Rheumatoid Arthritis (RA) in the Era of COVID-19: Reviewing the Effects of COVID-19 on RA Patients and on the Utilization of Drugs Used to Treat RA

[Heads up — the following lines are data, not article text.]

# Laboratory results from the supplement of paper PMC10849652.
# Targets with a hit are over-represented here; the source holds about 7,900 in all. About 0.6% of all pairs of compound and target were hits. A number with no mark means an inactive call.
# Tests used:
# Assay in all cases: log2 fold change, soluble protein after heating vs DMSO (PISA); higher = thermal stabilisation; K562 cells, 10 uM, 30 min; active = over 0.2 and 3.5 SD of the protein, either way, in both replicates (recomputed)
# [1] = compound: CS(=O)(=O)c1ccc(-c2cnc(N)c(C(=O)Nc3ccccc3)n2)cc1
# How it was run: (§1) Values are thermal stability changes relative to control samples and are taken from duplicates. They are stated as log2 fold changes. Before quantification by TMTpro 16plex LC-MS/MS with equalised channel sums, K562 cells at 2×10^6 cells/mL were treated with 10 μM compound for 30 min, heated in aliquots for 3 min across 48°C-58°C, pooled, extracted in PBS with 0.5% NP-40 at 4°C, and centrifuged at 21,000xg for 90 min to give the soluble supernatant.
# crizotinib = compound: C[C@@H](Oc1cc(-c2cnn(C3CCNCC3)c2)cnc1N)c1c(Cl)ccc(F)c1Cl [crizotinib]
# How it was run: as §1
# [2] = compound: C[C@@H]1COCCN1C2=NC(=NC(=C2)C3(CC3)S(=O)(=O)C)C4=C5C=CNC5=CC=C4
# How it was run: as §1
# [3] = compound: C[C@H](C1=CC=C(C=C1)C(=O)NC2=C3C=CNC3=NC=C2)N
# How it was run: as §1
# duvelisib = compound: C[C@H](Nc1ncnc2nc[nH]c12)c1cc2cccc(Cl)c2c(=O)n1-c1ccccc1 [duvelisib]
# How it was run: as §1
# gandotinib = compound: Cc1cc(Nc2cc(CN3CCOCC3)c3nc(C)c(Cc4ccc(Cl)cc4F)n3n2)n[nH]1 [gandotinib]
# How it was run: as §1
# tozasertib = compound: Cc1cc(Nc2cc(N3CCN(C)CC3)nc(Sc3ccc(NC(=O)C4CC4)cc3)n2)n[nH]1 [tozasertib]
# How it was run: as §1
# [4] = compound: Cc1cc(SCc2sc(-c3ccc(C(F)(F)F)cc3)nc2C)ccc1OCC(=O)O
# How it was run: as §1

Since its onset in December 2019, COVID-19 has produced heightened fear among those with certain underlying medical conditions, including rheumatoid arthritis (RA). Consequently, the relationships among COVID-19 and RA have been increasingly studied, necessitating a review that details the current associations between the two. Most preliminary studies have found that, while RA patients are immunocompromised and often take immunosuppressive medications, they are not more prone to COVID-19, nor do they experience more severe outcomes than the general population. Despite this, further studies have indicated that higher RA disease activity, as well as the presence of various comorbidities that are commonly associated with RA, may increase the severity of COVID-19 symptoms. Additional research isstill necessary to refine these findings, however, and to explore the implications of COVID-19 upon RA onset and severity, as conflicting data exists on the subject. Although there seems to be consensus that COVID-19 could induce RA flares, there is disagreement that it could completely inflict RA upon an individual. Nevertheless, COVID-19 has assuredly influenced RA treatment. Not only has it required many patients to transition to virtual appointments, but it has also posed challenges to drug utilization. Namely, while there has been confusion surrounding whether or not RA patients should continue with their medications amid this time, it has simultaneously been proposed that some of these same medications could combat the effects of COVID-19. As such, outlining the connections between COVID-19 and RA better equips healthcare providers and patients, and provides further insight into both diseases.